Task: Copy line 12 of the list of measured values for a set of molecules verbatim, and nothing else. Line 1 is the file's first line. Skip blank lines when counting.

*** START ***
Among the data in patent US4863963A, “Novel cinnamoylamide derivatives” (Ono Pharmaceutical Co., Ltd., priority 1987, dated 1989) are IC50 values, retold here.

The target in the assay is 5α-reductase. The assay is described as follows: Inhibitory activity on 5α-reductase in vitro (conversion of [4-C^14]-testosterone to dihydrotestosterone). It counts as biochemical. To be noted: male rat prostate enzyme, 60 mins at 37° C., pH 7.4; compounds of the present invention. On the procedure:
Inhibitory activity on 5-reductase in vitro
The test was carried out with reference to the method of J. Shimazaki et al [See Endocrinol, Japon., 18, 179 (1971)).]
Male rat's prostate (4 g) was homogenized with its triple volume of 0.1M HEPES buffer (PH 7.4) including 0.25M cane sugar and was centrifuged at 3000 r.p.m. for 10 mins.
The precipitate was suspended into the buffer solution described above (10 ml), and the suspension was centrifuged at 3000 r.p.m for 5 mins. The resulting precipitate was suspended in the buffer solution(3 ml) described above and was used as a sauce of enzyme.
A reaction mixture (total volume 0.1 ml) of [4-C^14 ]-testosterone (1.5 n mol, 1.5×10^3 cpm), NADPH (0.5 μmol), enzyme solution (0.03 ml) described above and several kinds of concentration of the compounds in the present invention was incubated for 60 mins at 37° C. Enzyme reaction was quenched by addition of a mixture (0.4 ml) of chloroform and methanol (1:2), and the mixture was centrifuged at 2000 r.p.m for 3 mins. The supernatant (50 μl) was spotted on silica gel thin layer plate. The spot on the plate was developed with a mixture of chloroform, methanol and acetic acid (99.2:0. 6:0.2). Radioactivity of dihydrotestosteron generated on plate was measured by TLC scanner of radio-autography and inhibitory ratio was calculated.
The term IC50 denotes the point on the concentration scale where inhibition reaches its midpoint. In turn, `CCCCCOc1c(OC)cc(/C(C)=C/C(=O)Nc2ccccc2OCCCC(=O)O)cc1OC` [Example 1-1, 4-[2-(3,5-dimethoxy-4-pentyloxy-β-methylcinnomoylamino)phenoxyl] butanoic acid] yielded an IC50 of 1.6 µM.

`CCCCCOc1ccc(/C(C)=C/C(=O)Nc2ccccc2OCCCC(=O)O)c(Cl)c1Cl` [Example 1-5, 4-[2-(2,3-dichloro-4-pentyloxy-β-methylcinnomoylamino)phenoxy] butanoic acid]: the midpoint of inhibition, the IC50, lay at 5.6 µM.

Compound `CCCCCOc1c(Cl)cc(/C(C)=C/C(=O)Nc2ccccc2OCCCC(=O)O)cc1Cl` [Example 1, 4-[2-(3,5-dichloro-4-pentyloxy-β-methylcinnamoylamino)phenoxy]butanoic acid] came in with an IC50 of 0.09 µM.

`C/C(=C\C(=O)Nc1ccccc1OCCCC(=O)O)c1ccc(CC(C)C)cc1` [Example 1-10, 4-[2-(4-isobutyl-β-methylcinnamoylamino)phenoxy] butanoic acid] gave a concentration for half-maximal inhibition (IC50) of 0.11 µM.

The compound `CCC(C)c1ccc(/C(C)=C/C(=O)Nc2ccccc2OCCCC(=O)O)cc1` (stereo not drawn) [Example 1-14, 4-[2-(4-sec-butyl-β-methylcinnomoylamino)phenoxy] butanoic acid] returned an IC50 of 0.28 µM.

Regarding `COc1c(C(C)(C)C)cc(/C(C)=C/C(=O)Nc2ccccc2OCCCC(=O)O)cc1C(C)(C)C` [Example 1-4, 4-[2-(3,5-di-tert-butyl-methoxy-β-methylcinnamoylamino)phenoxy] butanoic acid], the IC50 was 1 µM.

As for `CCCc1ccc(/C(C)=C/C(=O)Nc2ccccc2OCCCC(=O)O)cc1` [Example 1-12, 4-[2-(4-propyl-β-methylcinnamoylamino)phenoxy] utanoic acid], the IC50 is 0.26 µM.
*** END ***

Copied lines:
The compound `CCC(C)c1ccc(/C(C)=C/C(=O)Nc2ccccc2OCCCC(=O)O)cc1` (stereo not drawn) [Example 1-14, 4-[2-(4-sec-butyl-β-methylcinnomoylamino)phenoxy] butanoic acid] returned an IC50 of 0.28 µM.